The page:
As I see more and more people become abusive and racist against Muslims on social networks, I ask myself some questions: is Internet Islamophobia different from other forms of racism? If yes, what are the differences? And what can we do to counteract it? By using the definition of Islamophobia elaborated by the Runnymede Trust, I looked at anti-Muslim tweets sent after the British Referendum. I discovered that online Islamophobia follows the same patterns of offline racism, but it is worsened by fake news, trolls, bots, and the possibility of getting in contact with other racist people all over the world. Therefore, the media scholar in me advises that we need to pay more attention to media literacy. The article is a spin-off of “#Islamexit: Inter-Group Antagonism on Twitter” here below, and was published by Religions as part of the special issue “Anti Muslim Racism and the media”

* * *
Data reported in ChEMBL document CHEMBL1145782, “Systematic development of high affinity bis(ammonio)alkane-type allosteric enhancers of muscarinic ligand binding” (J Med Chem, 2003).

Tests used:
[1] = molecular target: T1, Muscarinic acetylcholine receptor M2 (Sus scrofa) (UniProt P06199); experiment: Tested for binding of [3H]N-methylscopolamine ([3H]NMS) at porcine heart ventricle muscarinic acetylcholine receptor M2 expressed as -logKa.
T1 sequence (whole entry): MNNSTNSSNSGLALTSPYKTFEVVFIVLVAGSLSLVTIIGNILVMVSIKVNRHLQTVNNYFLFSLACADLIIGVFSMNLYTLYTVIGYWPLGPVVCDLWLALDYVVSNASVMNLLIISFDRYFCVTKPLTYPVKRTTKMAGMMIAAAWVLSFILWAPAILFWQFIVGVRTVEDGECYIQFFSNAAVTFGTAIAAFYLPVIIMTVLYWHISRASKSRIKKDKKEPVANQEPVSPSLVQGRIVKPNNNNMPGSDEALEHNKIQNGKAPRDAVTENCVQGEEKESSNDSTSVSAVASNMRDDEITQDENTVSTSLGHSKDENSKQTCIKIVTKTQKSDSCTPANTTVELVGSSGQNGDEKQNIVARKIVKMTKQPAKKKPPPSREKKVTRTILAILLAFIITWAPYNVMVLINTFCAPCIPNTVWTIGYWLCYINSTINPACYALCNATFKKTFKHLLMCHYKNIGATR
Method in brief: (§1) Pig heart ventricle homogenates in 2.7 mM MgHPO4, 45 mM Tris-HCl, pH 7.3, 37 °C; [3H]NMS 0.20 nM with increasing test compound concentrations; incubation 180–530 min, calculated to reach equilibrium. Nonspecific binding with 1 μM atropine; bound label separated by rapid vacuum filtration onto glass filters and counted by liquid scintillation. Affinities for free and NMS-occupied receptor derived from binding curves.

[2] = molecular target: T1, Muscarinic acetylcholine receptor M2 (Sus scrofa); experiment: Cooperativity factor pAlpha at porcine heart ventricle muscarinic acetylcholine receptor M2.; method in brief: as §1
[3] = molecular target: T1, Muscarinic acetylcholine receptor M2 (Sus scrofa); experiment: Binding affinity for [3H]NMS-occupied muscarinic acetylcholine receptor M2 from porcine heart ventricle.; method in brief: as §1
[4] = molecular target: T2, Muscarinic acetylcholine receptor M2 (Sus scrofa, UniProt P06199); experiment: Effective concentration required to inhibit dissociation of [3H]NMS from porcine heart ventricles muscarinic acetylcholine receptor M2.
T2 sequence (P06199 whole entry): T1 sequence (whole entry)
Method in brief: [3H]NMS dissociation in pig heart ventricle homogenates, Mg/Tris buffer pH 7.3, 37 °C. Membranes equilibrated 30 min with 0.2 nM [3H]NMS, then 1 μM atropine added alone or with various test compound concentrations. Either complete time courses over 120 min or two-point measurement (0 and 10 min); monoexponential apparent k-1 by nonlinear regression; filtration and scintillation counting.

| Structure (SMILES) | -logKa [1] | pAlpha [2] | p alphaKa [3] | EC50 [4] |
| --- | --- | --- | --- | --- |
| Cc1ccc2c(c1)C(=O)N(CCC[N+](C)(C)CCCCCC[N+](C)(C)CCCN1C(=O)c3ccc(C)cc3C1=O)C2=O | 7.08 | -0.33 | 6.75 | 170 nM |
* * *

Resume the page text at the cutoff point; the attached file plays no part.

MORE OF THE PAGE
Habemus Papam: Pope Francis’ Election as a Religious Media Event
When Pope Benedict XVI resigned, I followed the election of the new Pope with great interest. I was in the first year of my Ph.D. in religion and media and I felt very lucky to witness such a great religious media event. It doesn’t happen very often that a Pope resigns, and to tell the truth I was convinced it could only happen in Dante’s Inferno. It is also very uncommon for a Latin American (even if he has Italian origins) Pope to be elected. Therefore, I start closely following the media reporting of Pope Francis’ elections (and believe me, in Italy media can become VERY obsessed with the Pope) and wrote a chapter for the book Spiritual News: Reporting Religion Around the World, edited by Yoel Cohen (New York: Peter Lang Publishing Inc. New York, 2018).